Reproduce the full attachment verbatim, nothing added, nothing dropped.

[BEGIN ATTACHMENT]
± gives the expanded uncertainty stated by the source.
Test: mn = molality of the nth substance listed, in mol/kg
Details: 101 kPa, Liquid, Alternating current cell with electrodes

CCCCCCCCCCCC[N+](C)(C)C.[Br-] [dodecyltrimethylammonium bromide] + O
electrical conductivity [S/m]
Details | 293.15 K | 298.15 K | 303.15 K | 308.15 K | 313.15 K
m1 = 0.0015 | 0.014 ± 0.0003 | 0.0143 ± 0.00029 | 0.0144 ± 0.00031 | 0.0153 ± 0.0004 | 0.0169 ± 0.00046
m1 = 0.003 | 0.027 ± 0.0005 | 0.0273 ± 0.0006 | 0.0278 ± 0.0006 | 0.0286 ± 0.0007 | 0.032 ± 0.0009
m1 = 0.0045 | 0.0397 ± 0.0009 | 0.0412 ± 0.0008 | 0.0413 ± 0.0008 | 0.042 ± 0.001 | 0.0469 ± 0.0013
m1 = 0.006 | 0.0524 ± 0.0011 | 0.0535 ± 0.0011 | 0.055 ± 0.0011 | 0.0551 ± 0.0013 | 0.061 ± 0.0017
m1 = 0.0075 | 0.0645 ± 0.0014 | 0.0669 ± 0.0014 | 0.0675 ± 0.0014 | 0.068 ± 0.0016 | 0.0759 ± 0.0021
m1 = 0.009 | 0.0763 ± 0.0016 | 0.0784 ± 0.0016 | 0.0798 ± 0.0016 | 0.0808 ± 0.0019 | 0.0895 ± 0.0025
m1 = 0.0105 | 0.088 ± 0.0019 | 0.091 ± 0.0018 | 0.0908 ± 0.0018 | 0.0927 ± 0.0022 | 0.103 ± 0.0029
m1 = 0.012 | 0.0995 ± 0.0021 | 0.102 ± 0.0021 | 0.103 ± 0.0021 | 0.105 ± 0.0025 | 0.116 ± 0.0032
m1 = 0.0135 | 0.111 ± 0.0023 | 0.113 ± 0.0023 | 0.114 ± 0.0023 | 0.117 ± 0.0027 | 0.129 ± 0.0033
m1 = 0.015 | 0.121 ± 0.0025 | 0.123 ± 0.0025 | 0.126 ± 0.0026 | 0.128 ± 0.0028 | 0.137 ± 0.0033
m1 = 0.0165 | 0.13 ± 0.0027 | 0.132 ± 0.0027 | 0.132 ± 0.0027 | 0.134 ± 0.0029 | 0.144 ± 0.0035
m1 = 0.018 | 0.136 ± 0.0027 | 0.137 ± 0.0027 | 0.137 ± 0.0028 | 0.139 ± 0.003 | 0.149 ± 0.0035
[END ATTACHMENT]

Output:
± gives the expanded uncertainty stated by the source.
Test: mn = molality of the nth substance listed, in mol/kg
Details: 101 kPa, Liquid, Alternating current cell with electrodes

CCCCCCCCCCCC[N+](C)(C)C.[Br-] [dodecyltrimethylammonium bromide] + O
electrical conductivity [S/m]
Details | 293.15 K | 298.15 K | 303.15 K | 308.15 K | 313.15 K
m1 = 0.0015 | 0.014 ± 0.0003 | 0.0143 ± 0.00029 | 0.0144 ± 0.00031 | 0.0153 ± 0.0004 | 0.0169 ± 0.00046
m1 = 0.003 | 0.027 ± 0.0005 | 0.0273 ± 0.0006 | 0.0278 ± 0.0006 | 0.0286 ± 0.0007 | 0.032 ± 0.0009
m1 = 0.0045 | 0.0397 ± 0.0009 | 0.0412 ± 0.0008 | 0.0413 ± 0.0008 | 0.042 ± 0.001 | 0.0469 ± 0.0013
m1 = 0.006 | 0.0524 ± 0.0011 | 0.0535 ± 0.0011 | 0.055 ± 0.0011 | 0.0551 ± 0.0013 | 0.061 ± 0.0017
m1 = 0.0075 | 0.0645 ± 0.0014 | 0.0669 ± 0.0014 | 0.0675 ± 0.0014 | 0.068 ± 0.0016 | 0.0759 ± 0.0021
m1 = 0.009 | 0.0763 ± 0.0016 | 0.0784 ± 0.0016 | 0.0798 ± 0.0016 | 0.0808 ± 0.0019 | 0.0895 ± 0.0025
m1 = 0.0105 | 0.088 ± 0.0019 | 0.091 ± 0.0018 | 0.0908 ± 0.0018 | 0.0927 ± 0.0022 | 0.103 ± 0.0029
m1 = 0.012 | 0.0995 ± 0.0021 | 0.102 ± 0.0021 | 0.103 ± 0.0021 | 0.105 ± 0.0025 | 0.116 ± 0.0032
m1 = 0.0135 | 0.111 ± 0.0023 | 0.113 ± 0.0023 | 0.114 ± 0.0023 | 0.117 ± 0.0027 | 0.129 ± 0.0033
m1 = 0.015 | 0.121 ± 0.0025 | 0.123 ± 0.0025 | 0.126 ± 0.0026 | 0.128 ± 0.0028 | 0.137 ± 0.0033
m1 = 0.0165 | 0.13 ± 0.0027 | 0.132 ± 0.0027 | 0.132 ± 0.0027 | 0.134 ± 0.0029 | 0.144 ± 0.0035
m1 = 0.018 | 0.136 ± 0.0027 | 0.137 ± 0.0027 | 0.137 ± 0.0028 | 0.139 ± 0.003 | 0.149 ± 0.0035